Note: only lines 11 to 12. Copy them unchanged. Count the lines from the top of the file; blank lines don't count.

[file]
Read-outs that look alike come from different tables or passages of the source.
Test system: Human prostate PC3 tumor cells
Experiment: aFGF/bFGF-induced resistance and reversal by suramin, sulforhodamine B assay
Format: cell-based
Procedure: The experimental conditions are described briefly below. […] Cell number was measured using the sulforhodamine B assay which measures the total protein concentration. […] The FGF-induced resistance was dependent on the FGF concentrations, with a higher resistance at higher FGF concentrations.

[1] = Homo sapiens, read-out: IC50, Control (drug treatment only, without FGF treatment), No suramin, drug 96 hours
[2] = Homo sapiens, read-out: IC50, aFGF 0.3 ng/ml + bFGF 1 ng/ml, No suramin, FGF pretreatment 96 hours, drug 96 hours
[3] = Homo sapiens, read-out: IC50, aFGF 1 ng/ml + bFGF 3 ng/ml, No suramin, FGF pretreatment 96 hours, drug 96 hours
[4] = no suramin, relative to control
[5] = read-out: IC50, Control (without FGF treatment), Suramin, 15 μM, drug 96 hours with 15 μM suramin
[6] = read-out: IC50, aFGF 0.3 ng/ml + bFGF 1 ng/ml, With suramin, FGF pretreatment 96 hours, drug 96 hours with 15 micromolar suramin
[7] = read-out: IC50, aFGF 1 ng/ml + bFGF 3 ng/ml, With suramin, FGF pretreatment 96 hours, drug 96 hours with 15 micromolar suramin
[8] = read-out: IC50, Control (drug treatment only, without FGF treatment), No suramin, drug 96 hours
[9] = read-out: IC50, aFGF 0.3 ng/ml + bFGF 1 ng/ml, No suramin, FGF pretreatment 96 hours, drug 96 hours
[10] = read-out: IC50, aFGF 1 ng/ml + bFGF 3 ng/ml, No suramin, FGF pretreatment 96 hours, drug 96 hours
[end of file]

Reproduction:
[6] = read-out: IC50, aFGF 0.3 ng/ml + bFGF 1 ng/ml, With suramin, FGF pretreatment 96 hours, drug 96 hours with 15 micromolar suramin
[7] = read-out: IC50, aFGF 1 ng/ml + bFGF 3 ng/ml, With suramin, FGF pretreatment 96 hours, drug 96 hours with 15 micromolar suramin